First up we've got the most famous phone number in music history as heard in the 1981 song "867-5309/Jenny" by Tommy Tutone.  There are multiple stories of the origins of the number but the general consensus is that the songwriter just made it up.  For years unfortunate folks who happen to have that number in various area codes were on the receiving end of endless prank phone calls asking for "Jenny."  If you dial 405-876-5309 or 918-876-5309 who would you get?  I don't know but it's probably best to leave them alone.

Floating above E.T. and Eliot you'll see a red balloon with the number 99 one it as an homage 1983's "99 Luftballons" by German band Nena.  The song is about a misunderstanding leading to an overzealous military reaction which is somewhat similar to what happens in E.T., right?  (It's been awhile.)

To the right of the balloon are lyrics from the 1987 song "Beds Are Burning" by the Australian band Midnight Oil.  It's about the poor treatment of Aboriginals by the Australian government.  This being Oklahoma, it's not a far walk to relate it to the state's treatment of Indigenous peoples.   

Copper Bones Key from Goonies

From the private collection of Chester Copperpot comes this spooky artifact from 1p85's The Goonies.  If I remember correctly, it was supposed to do something useful but ended up springing a booby trap for the gang on their way to discovering One Eye'd Willie's treasure.  The prop was so popular that you can know find replicas for sale all over the internet.  

Anachronistic Yoda

My only (very minor) quibble with the artwork is this rendition of our boy Yoda.  The reference photo the artist worked off of is from one of the prequels, which were well past the 1980s timeframe of the mural.  In the 80s, Yoda was all Muppet but by the early 2000s he had morphed into Ass-Kicking CGI Superhero™️ as seen in this pose.  Don't get me wrong though, I'll take any Yoda over no Yoda ten times out of ten.

Video Game Characters

I'm not a video game guy.  In fact, my knowledge and interest in video games probably began and ended with these two guys.  There were a few different designs of Pac-Man back in the day including the "Pie Chart" design and that weird one where he kind of looked like one of his ghost antagonists except with feet.  The design seen here is definitely my favorite because it reminds me of an old gum ball machine I had as a kid.

And, or course, we get peak Mario in all his 8-bit glory.  There have probably been a 100 Mario games since this one but none of them had anywhere near the cultural impact as this one.

And the rest...

I've only scratched the surface of the fun stuff going on in this artwork.  Whether it's Daniel Striped Tiger or Skeletor or the Miyagi-Do logo, the talent of the artist comes across as much as the fun that we all had back then.  The next time you find yourself in Enid, stop by and check it out.  

Friday, June 4, 2021

Top 5 at the Twister Museum


There are several contenders for "Great Oklahoma Films" but nothing holds a more special place in my wind swept, debris-strewn heart more than the 1996 F-5 of a film, Twister!  It was filmed primarily in Oklahoma with a few scenes showcasing the town of Wakita.  And that's where the Twister Movie Museum has been ever since.  

Since this year is the 25th anniversary of the film, I thought it was time to go back for a visit for the first time in several years.  And since I was there, why not pick another Top 5 List?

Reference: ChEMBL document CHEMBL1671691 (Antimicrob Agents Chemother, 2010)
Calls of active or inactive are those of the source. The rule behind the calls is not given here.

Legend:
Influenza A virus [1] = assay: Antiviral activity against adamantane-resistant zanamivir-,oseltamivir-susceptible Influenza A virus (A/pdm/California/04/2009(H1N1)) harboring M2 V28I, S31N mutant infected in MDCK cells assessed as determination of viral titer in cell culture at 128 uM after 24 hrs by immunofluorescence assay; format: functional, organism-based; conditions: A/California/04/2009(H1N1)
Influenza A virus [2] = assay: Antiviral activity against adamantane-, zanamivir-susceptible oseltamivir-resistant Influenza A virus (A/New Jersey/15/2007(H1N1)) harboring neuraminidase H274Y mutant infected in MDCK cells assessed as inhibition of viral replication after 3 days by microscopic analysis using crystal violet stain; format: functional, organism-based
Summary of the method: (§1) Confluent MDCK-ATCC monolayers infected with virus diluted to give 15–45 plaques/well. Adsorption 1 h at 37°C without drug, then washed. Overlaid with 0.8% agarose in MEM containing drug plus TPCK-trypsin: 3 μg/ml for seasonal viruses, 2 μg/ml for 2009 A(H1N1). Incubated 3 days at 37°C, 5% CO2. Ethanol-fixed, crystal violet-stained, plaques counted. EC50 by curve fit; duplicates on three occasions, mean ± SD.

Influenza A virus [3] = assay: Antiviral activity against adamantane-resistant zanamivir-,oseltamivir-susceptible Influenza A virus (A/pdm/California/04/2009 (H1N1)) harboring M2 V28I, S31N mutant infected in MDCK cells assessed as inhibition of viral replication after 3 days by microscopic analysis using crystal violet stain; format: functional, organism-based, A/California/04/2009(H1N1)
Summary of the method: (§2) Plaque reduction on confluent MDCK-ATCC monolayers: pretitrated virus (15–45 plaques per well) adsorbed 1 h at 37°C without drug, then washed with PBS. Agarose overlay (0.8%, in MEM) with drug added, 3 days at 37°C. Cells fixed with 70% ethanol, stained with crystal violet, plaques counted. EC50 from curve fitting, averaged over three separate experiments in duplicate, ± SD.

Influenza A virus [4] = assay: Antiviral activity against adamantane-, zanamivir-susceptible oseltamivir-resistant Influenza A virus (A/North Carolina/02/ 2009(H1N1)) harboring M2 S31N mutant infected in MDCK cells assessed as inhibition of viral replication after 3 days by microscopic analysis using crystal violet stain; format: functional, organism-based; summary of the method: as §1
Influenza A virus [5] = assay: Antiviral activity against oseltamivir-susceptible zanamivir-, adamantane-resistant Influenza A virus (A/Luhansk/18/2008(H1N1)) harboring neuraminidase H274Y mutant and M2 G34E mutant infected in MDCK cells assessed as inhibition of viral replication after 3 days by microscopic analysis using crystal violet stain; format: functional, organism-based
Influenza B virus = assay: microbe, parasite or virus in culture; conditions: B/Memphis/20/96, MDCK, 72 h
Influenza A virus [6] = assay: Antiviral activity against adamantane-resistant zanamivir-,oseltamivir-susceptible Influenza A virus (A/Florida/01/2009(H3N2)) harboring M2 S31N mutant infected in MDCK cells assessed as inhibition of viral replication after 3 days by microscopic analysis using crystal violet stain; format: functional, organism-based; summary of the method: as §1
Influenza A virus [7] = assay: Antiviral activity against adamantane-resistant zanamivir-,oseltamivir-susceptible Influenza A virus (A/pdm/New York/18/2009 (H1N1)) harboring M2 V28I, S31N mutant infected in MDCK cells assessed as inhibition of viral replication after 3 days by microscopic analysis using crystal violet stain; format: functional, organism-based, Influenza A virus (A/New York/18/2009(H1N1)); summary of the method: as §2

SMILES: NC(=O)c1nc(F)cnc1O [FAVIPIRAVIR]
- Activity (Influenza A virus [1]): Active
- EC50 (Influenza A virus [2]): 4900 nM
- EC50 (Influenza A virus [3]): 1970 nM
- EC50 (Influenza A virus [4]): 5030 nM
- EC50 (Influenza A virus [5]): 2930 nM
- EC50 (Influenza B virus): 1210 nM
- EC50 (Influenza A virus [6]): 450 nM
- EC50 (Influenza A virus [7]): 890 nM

5.  Twister Pinball Machine

This eye-catching piece is near the entrance and sets the tone for visitors.  I would have it much higher on the list but it's not functional.  Which is a shame, because you just know it had plenty of movie sound effects like wind, shouting and maybe that evil weatherman getting his face smashed in and whatnot.  For now, we'll just have to imagine.

4.  Twister the Ride Smashed Penny

Anybody that knows me knows that I love to smash a penny or two.  While the museum doesn't have its own penny smashing machine, it does have this smashed beauty from Universal Studios' Twister ride.  They shut the ride down in 2015 but it's nice to have a tiny little memento from it on display.

3.  Twister Trading Cards

The main reason I included these is because I'm constantly looking for them on eBay and can never find them.  They're a throwback to the days when just about everything got their own collectible trading card set regardless of their level of success or popularity.  I'd still like to pick some up if I ever see them in the wild, if only to finally get ahold of that Philip Seymour Hoffman rookie card.

2.  Twister Storyboards 

The makers of the film donated several items to the museum from the production including several storyboards.  It's a nice way to see what they envisioned for a few scenes and shows some of the talent involved in movie making before they ever start rolling cameras.  

1.  Dorothy

Yep, there she is.  The most famous Oklahoma movie prop is front and center when you walk in.  There were a few Dorothys used by our ragtag weathermen heroes and several Dorothy props made for the film.  The nice museum lady said this was the "Damaged Dorothy" and was used for scenes when the old girl took a beating.  

Nothing beats a small town, roadside museum and there's nothing better than a small town with a cool gimmick.  The Twister Movie Museum combines the best of both.  And as an added bonus, here's another visitor I spotted who showed up for the 25th Anniversary:

Thursday, April 1, 2021

The League of Extraordinary Oklahomans

 Years ago, in a magical time known as the 80s, there was a popular toy line of tiny pink monsters, wrestlers, robots and weirdos known as M.U.S.C.L.E. figures.  They were small, collectible and, best of all, fun!  I used to have a big bucketful of them and made them take part in legendary battles in the sandbox.

Since everything old is new again, the M.U.S.C.L.E. figures of the past seem to have been the inspiration for O.K.I.E.S. figures of today.  

 Made by Flying Rabbit Studios, these little guys are made in the image of some of the most famous real Oklahomans as well as a few larger than life Okie statues.  Let's take a look at the line up of the "Stay Gold" edition: